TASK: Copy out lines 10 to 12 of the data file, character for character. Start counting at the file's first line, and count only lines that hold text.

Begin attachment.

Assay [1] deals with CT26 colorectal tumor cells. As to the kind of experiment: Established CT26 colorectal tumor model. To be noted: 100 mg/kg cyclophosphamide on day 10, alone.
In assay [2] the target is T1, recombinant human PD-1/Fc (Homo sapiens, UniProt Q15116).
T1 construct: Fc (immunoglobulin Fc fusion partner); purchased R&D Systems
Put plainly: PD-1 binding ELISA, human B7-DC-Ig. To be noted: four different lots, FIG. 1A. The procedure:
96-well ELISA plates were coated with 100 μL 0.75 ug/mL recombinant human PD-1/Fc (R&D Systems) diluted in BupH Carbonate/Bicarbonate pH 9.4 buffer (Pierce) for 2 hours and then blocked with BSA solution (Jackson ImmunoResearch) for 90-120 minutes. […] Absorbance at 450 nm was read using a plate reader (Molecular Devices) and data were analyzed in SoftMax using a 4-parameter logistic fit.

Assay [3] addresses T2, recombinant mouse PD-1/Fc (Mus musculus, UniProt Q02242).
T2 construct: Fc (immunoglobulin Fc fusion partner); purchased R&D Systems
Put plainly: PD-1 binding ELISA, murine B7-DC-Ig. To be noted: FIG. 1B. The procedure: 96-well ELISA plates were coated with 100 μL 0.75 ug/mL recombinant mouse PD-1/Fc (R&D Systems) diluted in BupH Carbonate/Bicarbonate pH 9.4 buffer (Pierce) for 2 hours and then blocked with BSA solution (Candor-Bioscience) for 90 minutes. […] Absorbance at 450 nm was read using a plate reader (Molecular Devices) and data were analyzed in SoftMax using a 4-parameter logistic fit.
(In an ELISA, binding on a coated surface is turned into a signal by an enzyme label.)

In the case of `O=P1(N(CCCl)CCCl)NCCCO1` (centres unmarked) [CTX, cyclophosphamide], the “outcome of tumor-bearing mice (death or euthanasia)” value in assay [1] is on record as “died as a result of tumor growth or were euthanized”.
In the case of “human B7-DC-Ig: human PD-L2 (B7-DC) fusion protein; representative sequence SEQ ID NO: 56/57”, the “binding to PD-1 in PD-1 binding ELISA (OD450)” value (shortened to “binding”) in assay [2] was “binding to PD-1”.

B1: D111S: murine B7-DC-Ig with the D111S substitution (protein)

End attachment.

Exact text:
In the case of `O=P1(N(CCCl)CCCl)NCCCO1` (centres unmarked) [CTX, cyclophosphamide], the “outcome of tumor-bearing mice (death or euthanasia)” value in assay [1] is on record as “died as a result of tumor growth or were euthanized”.
In the case of “human B7-DC-Ig: human PD-L2 (B7-DC) fusion protein; representative sequence SEQ ID NO: 56/57”, the “binding to PD-1 in PD-1 binding ELISA (OD450)” value (shortened to “binding”) in assay [2] was “binding to PD-1”.

B1: D111S: murine B7-DC-Ig with the D111S substitution (protein)